The Chinese white dolphin (aka humpback dolphin or pink dolphin) is a small – mid-sized dolphin that can be found traveling in the waters of southeast Asia.
These dolphins may also be referred to as the Atlantic humpback, Indian humpback and Pacific humpback dolphin depending on where it is located.
Although they are usually found in small pods they are considered a very social species.
As the name suggest these dolphins have a hump shaped back that makes them distinguishable from other dolphin species.
Physical Characteristics and Appearance
On average the Chinese white dolphin can reach lengths of 6 1/2 to 11 1/2 ft. long and weigh up to 500 lbs. when fully grown.
They have a long beak with conical teeth, a triangular-shaped dorsal fin with a humped back and streamlined body.
As with all dolphins these marine mammals have a single blowhole located on top of its head located above the eyes.
In terms of color these dolphins are often a dark gray/black color at birth and change to a lighter gray, pink and then white color as they age, and some dolphins may be spotted or have multiple color patterns across their body during their maturing phase.
Diet and Hunting Methods
These marine mammals have been spotted hunting for food near reefs and even temporarily beaching themselves to capture prey that’s been washed ashore.
Given their near shore diet and opportunistic feeding behavior most hunting occurs in and around the shoreline.
When searching for food they have also been spotted holding their breath for up to 8 minutes during deep dives with 10 -30 second rises to the surface for fresh air before descending back into the water.
Younger offspring are only able to hold their breath for half as long as they have smaller, less developed lungs.
The Chinese white dolphin can also use echolocation to help it navigate the ocean and search for food.
Habitat and Migration
The Chinese white dolphins tends to prefer traveling in the coastal regions of warm tropical waters.
These dolphins are known to inhibit the waters of south-east Asia.
They are also known to inhibit the Indian, Atlantic and Pacific oceans.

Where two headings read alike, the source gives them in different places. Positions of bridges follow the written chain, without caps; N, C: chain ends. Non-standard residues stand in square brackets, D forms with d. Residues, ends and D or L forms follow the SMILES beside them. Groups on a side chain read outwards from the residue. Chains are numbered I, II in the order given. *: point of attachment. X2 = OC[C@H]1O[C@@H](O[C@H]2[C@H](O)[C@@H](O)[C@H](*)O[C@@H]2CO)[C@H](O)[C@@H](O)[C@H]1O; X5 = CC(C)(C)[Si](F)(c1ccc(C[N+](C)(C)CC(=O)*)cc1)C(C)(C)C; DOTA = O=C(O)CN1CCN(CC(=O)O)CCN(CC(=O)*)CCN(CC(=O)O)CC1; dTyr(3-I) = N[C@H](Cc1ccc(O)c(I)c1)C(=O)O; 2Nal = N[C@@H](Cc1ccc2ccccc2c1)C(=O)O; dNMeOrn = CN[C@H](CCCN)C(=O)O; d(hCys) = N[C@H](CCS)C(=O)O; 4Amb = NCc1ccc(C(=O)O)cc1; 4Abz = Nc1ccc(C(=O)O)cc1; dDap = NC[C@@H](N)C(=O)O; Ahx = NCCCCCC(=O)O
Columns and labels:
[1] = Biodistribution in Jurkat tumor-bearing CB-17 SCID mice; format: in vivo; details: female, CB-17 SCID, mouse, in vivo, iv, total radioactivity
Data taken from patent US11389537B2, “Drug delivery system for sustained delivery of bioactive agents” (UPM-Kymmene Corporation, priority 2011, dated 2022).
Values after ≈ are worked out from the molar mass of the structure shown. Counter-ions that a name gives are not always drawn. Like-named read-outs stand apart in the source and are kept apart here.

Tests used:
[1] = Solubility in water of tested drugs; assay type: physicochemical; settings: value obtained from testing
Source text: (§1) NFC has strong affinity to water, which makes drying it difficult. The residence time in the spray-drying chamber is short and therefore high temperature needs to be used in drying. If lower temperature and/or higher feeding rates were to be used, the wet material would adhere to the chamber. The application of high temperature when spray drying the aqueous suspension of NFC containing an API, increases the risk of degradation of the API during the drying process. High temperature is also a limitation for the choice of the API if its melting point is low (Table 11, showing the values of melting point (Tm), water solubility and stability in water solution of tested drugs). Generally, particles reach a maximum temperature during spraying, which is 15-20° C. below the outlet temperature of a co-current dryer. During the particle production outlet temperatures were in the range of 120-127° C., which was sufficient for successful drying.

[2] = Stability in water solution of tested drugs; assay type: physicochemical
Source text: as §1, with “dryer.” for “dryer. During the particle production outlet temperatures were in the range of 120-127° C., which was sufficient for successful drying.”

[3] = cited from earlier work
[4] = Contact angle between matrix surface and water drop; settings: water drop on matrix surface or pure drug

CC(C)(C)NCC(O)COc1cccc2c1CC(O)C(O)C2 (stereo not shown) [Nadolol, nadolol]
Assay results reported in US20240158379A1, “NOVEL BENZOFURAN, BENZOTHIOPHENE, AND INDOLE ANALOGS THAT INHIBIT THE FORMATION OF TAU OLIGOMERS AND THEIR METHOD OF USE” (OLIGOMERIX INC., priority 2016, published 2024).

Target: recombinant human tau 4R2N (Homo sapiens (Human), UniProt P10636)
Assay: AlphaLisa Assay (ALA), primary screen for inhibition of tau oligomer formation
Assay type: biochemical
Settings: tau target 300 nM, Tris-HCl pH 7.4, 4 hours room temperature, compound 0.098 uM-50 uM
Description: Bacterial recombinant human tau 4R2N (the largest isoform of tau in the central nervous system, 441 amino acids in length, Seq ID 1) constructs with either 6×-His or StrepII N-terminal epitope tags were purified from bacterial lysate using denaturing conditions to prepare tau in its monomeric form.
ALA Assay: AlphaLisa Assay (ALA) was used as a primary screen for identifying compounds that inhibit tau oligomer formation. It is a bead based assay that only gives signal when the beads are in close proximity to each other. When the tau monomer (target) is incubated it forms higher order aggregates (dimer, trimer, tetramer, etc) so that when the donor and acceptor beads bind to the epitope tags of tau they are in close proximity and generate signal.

During mating periods the Chinese white dolphin has been spotted in areas such as Australia and south Africa.
Depending on where these marine mammals are located they may or may not display seasonal migration changes.
Those that do migrate appear to do so in order to maintain their food supply during certain times of the year, however some dolphins also migrate for unknown reasons.
Social Structure and Communication
The Chinese white dolphin appears to be a very social species.
These dolphins typically travel in groups of 5 or less and communicate using a series of clicks and whistles.
At times they may be seen leaping out of the water and exposing their full body during certain social activities.
Breeding and Reproduction
The average gestation period for the Chinese white dolphin is about 11 months.
After birth the baby dolphins are fed milk and cared for by their mother until they are able to hunt and survive on their own.
Sexual maturity begins around the ages of 9 – 14 depending on the dolphins sex with females maturing at a younger age than their male counterparts.
Once sexually mature these dolphins may bear a single offspring once every 3 years or so.
The primary mating period for the Chinese white dolphin appears to be between summer and fall.
In terms of lifespan it is estimated that these dolphins have a lifespan of around 40 years.
Bycatch: As with a number of other species these dolphins are known to face threats from accidental catches in fishing nets.
When these dolphins see a group of fish balled into a single area they rush in thinking that its easy prey only to end up caught in a fishing net where they end up drowning.
They may also run into fishing nets that appear transparent as they may be difficult to see.
Hunting: In addition to accidental catches they have also been known to be purposely hunted so that their meat and oil could be sold for human consumption/use.
Habitat degradation – Commercialized areas can have an ecological impact on the health of these marine mammals and their habitat.
Increased pollution, food poisoning, aquatic constructions, noise pollution and boat strikes are all potential causes of habitat degradation and increasing the risk of mortality rates for the Chinese white dolphin.